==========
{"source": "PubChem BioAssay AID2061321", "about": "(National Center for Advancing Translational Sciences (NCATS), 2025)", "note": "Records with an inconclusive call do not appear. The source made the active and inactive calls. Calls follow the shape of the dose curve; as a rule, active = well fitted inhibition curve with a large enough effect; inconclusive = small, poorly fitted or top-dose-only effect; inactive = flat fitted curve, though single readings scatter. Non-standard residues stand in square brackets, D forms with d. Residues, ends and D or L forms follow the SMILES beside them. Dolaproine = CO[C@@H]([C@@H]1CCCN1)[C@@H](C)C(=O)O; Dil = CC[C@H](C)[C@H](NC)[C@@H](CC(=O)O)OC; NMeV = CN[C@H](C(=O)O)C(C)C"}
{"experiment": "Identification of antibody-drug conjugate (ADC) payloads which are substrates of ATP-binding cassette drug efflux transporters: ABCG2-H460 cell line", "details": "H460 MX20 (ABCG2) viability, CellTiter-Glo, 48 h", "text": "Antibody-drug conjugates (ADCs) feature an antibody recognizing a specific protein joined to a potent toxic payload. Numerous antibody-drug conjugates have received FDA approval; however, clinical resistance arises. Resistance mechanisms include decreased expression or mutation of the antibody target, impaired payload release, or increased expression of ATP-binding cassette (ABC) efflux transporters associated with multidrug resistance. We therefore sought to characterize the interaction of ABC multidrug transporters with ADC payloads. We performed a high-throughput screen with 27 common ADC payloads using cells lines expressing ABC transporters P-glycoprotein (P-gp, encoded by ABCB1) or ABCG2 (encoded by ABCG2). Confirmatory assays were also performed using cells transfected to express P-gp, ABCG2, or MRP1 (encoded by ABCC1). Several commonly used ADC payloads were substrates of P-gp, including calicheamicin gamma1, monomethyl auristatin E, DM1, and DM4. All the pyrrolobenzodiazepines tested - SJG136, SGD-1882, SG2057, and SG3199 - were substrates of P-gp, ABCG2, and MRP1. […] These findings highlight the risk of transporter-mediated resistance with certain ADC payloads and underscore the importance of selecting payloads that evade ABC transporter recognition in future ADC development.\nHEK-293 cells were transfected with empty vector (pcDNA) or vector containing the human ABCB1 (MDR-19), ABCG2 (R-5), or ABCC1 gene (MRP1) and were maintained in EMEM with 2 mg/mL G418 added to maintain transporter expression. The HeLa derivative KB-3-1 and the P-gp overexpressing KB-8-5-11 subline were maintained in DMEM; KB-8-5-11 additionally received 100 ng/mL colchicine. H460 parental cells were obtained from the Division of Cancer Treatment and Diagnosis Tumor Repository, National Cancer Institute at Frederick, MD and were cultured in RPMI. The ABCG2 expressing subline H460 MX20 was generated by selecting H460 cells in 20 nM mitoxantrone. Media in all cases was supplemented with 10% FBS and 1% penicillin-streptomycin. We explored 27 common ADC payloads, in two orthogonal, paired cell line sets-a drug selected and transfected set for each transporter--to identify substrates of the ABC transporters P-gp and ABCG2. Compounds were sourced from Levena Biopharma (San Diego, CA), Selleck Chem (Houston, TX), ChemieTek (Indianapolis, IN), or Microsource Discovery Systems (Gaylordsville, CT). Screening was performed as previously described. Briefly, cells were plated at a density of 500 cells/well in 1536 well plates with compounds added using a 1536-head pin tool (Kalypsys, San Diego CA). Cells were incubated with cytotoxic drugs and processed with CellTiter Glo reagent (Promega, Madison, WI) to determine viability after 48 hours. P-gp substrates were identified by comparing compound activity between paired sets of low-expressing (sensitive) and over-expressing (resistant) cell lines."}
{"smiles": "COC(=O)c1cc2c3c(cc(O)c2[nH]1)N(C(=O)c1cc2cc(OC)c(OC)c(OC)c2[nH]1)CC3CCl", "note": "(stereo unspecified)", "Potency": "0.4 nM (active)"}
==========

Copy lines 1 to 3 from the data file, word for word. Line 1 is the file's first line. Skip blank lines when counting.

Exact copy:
{"source": "PubChem BioAssay AID2061321", "about": "(National Center for Advancing Translational Sciences (NCATS), 2025)", "note": "Records with an inconclusive call do not appear. The source made the active and inactive calls. Calls follow the shape of the dose curve; as a rule, active = well fitted inhibition curve with a large enough effect; inconclusive = small, poorly fitted or top-dose-only effect; inactive = flat fitted curve, though single readings scatter. Non-standard residues stand in square brackets, D forms with d. Residues, ends and D or L forms follow the SMILES beside them. Dolaproine = CO[C@@H]([C@@H]1CCCN1)[C@@H](C)C(=O)O; Dil = CC[C@H](C)[C@H](NC)[C@@H](CC(=O)O)OC; NMeV = CN[C@H](C(=O)O)C(C)C"}
{"experiment": "Identification of antibody-drug conjugate (ADC) payloads which are substrates of ATP-binding cassette drug efflux transporters: ABCG2-H460 cell line", "details": "H460 MX20 (ABCG2) viability, CellTiter-Glo, 48 h", "text": "Antibody-drug conjugates (ADCs) feature an antibody recognizing a specific protein joined to a potent toxic payload. Numerous antibody-drug conjugates have received FDA approval; however, clinical resistance arises. Resistance mechanisms include decreased expression or mutation of the antibody target, impaired payload release, or increased expression of ATP-binding cassette (ABC) efflux transporters associated with multidrug resistance. We therefore sought to characterize the interaction of ABC multidrug transporters with ADC payloads. We performed a high-throughput screen with 27 common ADC payloads using cells lines expressing ABC transporters P-glycoprotein (P-gp, encoded by ABCB1) or ABCG2 (encoded by ABCG2). Confirmatory assays were also performed using cells transfected to express P-gp, ABCG2, or MRP1 (encoded by ABCC1). Several commonly used ADC payloads were substrates of P-gp, including calicheamicin gamma1, monomethyl auristatin E, DM1, and DM4. All the pyrrolobenzodiazepines tested - SJG136, SGD-1882, SG2057, and SG3199 - were substrates of P-gp, ABCG2, and MRP1. […] These findings highlight the risk of transporter-mediated resistance with certain ADC payloads and underscore the importance of selecting payloads that evade ABC transporter recognition in future ADC development.\nHEK-293 cells were transfected with empty vector (pcDNA) or vector containing the human ABCB1 (MDR-19), ABCG2 (R-5), or ABCC1 gene (MRP1) and were maintained in EMEM with 2 mg/mL G418 added to maintain transporter expression. The HeLa derivative KB-3-1 and the P-gp overexpressing KB-8-5-11 subline were maintained in DMEM; KB-8-5-11 additionally received 100 ng/mL colchicine. H460 parental cells were obtained from the Division of Cancer Treatment and Diagnosis Tumor Repository, National Cancer Institute at Frederick, MD and were cultured in RPMI. The ABCG2 expressing subline H460 MX20 was generated by selecting H460 cells in 20 nM mitoxantrone. Media in all cases was supplemented with 10% FBS and 1% penicillin-streptomycin. We explored 27 common ADC payloads, in two orthogonal, paired cell line sets-a drug selected and transfected set for each transporter--to identify substrates of the ABC transporters P-gp and ABCG2. Compounds were sourced from Levena Biopharma (San Diego, CA), Selleck Chem (Houston, TX), ChemieTek (Indianapolis, IN), or Microsource Discovery Systems (Gaylordsville, CT). Screening was performed as previously described. Briefly, cells were plated at a density of 500 cells/well in 1536 well plates with compounds added using a 1536-head pin tool (Kalypsys, San Diego CA). Cells were incubated with cytotoxic drugs and processed with CellTiter Glo reagent (Promega, Madison, WI) to determine viability after 48 hours. P-gp substrates were identified by comparing compound activity between paired sets of low-expressing (sensitive) and over-expressing (resistant) cell lines."}
{"smiles": "COC(=O)c1cc2c3c(cc(O)c2[nH]1)N(C(=O)c1cc2cc(OC)c(OC)c(OC)c2[nH]1)CC3CCl", "note": "(stereo unspecified)", "Potency": "0.4 nM (active)"}